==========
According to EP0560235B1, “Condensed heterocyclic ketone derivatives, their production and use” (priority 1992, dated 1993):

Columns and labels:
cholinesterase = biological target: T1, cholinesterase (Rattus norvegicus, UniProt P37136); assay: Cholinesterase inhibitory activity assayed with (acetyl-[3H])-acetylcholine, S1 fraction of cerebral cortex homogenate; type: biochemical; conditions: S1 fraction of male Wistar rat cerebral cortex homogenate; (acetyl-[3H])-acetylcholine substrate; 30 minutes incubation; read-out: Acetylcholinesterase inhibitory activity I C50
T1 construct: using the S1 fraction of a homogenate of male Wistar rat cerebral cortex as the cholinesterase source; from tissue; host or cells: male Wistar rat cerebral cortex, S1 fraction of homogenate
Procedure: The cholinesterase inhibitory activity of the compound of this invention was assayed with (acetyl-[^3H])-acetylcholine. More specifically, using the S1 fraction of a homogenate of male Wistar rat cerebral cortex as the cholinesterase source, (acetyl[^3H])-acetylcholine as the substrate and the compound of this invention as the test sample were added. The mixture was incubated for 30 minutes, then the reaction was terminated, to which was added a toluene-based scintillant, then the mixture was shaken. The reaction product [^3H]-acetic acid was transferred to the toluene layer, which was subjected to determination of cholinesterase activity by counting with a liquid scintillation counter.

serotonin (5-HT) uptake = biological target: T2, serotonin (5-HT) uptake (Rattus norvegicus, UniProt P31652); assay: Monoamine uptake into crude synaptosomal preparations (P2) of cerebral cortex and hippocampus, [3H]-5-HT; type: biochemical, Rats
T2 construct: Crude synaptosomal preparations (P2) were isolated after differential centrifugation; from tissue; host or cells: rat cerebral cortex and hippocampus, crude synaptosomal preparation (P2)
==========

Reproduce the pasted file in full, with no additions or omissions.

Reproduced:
According to EP0560235B1, “Condensed heterocyclic ketone derivatives, their production and use” (priority 1992, dated 1993):

Columns and labels:
cholinesterase = biological target: T1, cholinesterase (Rattus norvegicus, UniProt P37136); assay: Cholinesterase inhibitory activity assayed with (acetyl-[3H])-acetylcholine, S1 fraction of cerebral cortex homogenate; type: biochemical; conditions: S1 fraction of male Wistar rat cerebral cortex homogenate; (acetyl-[3H])-acetylcholine substrate; 30 minutes incubation; read-out: Acetylcholinesterase inhibitory activity I C50
T1 construct: using the S1 fraction of a homogenate of male Wistar rat cerebral cortex as the cholinesterase source; from tissue; host or cells: male Wistar rat cerebral cortex, S1 fraction of homogenate
Procedure: The cholinesterase inhibitory activity of the compound of this invention was assayed with (acetyl-[^3H])-acetylcholine. More specifically, using the S1 fraction of a homogenate of male Wistar rat cerebral cortex as the cholinesterase source, (acetyl[^3H])-acetylcholine as the substrate and the compound of this invention as the test sample were added. The mixture was incubated for 30 minutes, then the reaction was terminated, to which was added a toluene-based scintillant, then the mixture was shaken. The reaction product [^3H]-acetic acid was transferred to the toluene layer, which was subjected to determination of cholinesterase activity by counting with a liquid scintillation counter.

serotonin (5-HT) uptake = biological target: T2, serotonin (5-HT) uptake (Rattus norvegicus, UniProt P31652); assay: Monoamine uptake into crude synaptosomal preparations (P2) of cerebral cortex and hippocampus, [3H]-5-HT; type: biochemical, Rats
T2 construct: Crude synaptosomal preparations (P2) were isolated after differential centrifugation; from tissue; host or cells: rat cerebral cortex and hippocampus, crude synaptosomal preparation (P2)